FAO supports Anthrax fight in Upper East with 100,000 vaccines

The Upper East Regional Public Health Emergency Committee has taken delivery of 100,000 anthrax vaccines from the Food and Agriculture Organisation (FAO) to help contain the spread of the disease.

Last week, a team from the FAO in a meeting with the Regional Minister, Stephen Yakubu, during a visit to assess the impact of the disease since the outbreak, promised to support the efforts of the government in fighting the disease with more vaccines.

Through the services of Zipline Ghana, the vaccines were delivered by drone to the vaccination teams across the 15 Municipal and District Assemblies (MDAs) in the region.


At a brief ceremony at the forecourt of the Bolgatanga Regional Hospital last Wednesday to receive some doses of the vaccines by drone delivery, Mr Yakubu said since last Monday, a total of 40,000 of the vaccines had been delivered to all parts of the region to beef up the vaccination process.

He noted that with the services of Zipline Ghana, the vaccines had been delivered to even the remotest and hard to reach parts of the region for onward application instead of the veterinary officers travelling long distances to the regional capital to pick them up and transport them to their respective areas.

“In order to quicken the vaccination process, Zipline Ghana is on standby to deliver the vaccines to the vaccination teams on the ground as quickly as possible without any delay,” he stated.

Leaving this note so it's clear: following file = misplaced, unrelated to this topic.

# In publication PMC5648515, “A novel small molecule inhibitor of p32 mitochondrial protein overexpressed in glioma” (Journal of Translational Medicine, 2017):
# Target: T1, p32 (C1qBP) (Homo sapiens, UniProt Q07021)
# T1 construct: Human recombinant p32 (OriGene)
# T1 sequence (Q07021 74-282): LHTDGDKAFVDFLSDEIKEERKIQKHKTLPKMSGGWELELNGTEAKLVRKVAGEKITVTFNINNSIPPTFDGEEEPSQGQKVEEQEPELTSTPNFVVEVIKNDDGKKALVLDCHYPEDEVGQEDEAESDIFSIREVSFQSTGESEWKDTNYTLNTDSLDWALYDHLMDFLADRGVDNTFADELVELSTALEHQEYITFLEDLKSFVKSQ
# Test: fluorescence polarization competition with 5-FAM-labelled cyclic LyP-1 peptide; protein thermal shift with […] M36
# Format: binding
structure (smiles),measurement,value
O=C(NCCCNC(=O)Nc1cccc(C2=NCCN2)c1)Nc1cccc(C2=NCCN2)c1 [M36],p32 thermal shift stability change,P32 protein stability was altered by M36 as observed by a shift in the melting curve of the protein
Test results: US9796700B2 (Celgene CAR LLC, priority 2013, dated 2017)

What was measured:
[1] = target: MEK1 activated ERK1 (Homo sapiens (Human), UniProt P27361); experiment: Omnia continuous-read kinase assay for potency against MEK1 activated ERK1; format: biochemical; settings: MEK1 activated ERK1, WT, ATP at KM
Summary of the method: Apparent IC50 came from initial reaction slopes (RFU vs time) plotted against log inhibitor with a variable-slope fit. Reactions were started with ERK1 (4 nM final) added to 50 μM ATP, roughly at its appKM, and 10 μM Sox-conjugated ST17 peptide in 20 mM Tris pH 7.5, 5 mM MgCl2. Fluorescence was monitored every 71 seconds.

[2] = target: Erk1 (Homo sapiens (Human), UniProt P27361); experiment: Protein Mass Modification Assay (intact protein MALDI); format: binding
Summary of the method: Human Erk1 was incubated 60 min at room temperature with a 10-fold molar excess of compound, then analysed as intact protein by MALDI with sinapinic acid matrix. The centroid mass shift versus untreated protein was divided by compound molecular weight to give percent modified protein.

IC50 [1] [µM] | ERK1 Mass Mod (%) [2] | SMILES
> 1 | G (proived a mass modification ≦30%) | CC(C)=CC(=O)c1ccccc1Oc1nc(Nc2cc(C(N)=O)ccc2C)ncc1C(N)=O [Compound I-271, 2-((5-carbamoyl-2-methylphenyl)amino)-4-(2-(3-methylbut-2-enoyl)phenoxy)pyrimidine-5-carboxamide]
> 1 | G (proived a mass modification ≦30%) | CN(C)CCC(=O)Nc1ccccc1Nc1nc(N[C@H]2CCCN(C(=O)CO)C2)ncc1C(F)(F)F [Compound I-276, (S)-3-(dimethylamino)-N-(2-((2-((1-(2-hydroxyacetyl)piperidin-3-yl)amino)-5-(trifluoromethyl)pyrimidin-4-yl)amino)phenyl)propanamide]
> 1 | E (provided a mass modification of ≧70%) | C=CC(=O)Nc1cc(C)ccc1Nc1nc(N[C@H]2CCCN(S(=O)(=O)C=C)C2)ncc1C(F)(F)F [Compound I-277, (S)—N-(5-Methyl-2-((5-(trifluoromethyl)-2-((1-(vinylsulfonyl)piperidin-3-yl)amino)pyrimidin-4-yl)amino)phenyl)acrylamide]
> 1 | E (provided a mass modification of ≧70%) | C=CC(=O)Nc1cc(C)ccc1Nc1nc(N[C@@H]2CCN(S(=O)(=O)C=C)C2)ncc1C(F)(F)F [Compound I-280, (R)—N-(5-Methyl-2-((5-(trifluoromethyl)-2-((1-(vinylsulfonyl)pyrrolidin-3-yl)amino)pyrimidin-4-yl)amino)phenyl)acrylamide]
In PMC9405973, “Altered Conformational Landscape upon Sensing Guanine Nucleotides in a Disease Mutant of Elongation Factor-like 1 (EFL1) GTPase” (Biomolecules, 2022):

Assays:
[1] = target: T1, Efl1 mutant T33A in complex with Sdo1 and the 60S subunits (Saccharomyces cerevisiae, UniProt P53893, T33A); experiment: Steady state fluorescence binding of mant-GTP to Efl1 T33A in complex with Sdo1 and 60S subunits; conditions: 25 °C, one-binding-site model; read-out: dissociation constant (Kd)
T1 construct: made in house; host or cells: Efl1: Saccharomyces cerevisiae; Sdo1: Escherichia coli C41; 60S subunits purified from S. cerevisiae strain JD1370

He commended FAO for coming on board to support the government with the vaccines as it would go a long way to scale up the vaccination process to protect the lives of the animals and the people.

Responding to a question on when the ban on ruminants will be lifted as Eid-ul-Adha, the Muslim festival, is approaching,  he noted that the new vaccines would shore up the numbers of vaccinated animals.

He explained that although the committee was working assiduously towards lifting the ban before the Muslim festival, nothing was guaranteed as they continued to record suspected anthrax animal deaths.

 “Admittedly, a lot of our people depend on the ruminants as the source of their livelihood and we are working so hard to get rid of the disease so that they can return to business and enjoy it as their meat as well, he stressed.”


The Regional Veterinary Officer, Dr Henry Nii Ayi Anang, in an interview, said the vaccination exercise was currently going well as planned and added that the team on the field was doing everything possible to vaccinate more animals to stop the further spread of the disease.

He expressed optimism that the new vaccines received would improve the vaccination coverage to pave the way for the ban on ruminants to be lifted, saying, “ I am very sure that in the coming days we would be able achieve the vaccination coverage of 70 per cent”.

SOURCE: GraphicOnline

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